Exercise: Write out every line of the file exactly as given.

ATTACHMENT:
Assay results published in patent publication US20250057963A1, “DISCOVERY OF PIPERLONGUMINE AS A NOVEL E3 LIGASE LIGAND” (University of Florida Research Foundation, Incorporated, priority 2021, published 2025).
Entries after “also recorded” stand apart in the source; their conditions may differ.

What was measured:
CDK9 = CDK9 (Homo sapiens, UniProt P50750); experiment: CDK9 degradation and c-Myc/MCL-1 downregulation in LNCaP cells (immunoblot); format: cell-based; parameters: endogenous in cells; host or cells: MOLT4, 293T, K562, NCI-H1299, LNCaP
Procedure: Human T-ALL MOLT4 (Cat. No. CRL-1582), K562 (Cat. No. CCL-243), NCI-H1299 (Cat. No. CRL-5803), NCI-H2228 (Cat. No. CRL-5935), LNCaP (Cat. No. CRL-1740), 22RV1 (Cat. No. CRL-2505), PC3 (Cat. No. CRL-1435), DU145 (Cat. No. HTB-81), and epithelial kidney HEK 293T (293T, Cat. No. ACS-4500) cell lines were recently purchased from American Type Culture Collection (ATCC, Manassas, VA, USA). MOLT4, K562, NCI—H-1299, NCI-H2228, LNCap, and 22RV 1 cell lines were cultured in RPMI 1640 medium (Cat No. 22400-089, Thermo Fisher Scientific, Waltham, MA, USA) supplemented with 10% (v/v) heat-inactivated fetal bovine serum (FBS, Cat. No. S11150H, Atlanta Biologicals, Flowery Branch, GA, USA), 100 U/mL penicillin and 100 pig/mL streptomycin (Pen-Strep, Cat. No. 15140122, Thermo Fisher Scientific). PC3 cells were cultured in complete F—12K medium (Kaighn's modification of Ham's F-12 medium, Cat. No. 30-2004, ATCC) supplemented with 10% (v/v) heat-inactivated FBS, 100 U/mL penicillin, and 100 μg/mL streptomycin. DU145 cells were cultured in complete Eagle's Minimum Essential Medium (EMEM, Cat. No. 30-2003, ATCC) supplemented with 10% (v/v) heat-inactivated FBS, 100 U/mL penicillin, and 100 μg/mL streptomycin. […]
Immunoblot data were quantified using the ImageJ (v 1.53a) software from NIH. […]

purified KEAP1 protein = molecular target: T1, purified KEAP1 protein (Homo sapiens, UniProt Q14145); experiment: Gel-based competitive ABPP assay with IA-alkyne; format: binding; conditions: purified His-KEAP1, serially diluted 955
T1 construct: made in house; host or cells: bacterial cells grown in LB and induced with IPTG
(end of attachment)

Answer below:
Assay results published in patent publication US20250057963A1, “DISCOVERY OF PIPERLONGUMINE AS A NOVEL E3 LIGASE LIGAND” (University of Florida Research Foundation, Incorporated, priority 2021, published 2025).
Entries after “also recorded” stand apart in the source; their conditions may differ.

What was measured:
CDK9 = CDK9 (Homo sapiens, UniProt P50750); experiment: CDK9 degradation and c-Myc/MCL-1 downregulation in LNCaP cells (immunoblot); format: cell-based; parameters: endogenous in cells; host or cells: MOLT4, 293T, K562, NCI-H1299, LNCaP
Procedure: Human T-ALL MOLT4 (Cat. No. CRL-1582), K562 (Cat. No. CCL-243), NCI-H1299 (Cat. No. CRL-5803), NCI-H2228 (Cat. No. CRL-5935), LNCaP (Cat. No. CRL-1740), 22RV1 (Cat. No. CRL-2505), PC3 (Cat. No. CRL-1435), DU145 (Cat. No. HTB-81), and epithelial kidney HEK 293T (293T, Cat. No. ACS-4500) cell lines were recently purchased from American Type Culture Collection (ATCC, Manassas, VA, USA). MOLT4, K562, NCI—H-1299, NCI-H2228, LNCap, and 22RV 1 cell lines were cultured in RPMI 1640 medium (Cat No. 22400-089, Thermo Fisher Scientific, Waltham, MA, USA) supplemented with 10% (v/v) heat-inactivated fetal bovine serum (FBS, Cat. No. S11150H, Atlanta Biologicals, Flowery Branch, GA, USA), 100 U/mL penicillin and 100 pig/mL streptomycin (Pen-Strep, Cat. No. 15140122, Thermo Fisher Scientific). PC3 cells were cultured in complete F—12K medium (Kaighn's modification of Ham's F-12 medium, Cat. No. 30-2004, ATCC) supplemented with 10% (v/v) heat-inactivated FBS, 100 U/mL penicillin, and 100 μg/mL streptomycin. DU145 cells were cultured in complete Eagle's Minimum Essential Medium (EMEM, Cat. No. 30-2003, ATCC) supplemented with 10% (v/v) heat-inactivated FBS, 100 U/mL penicillin, and 100 μg/mL streptomycin. […]
Immunoblot data were quantified using the ImageJ (v 1.53a) software from NIH. […]

purified KEAP1 protein = molecular target: T1, purified KEAP1 protein (Homo sapiens, UniProt Q14145); experiment: Gel-based competitive ABPP assay with IA-alkyne; format: binding; conditions: purified His-KEAP1, serially diluted 955
T1 construct: made in house; host or cells: bacterial cells grown in LB and induced with IPTG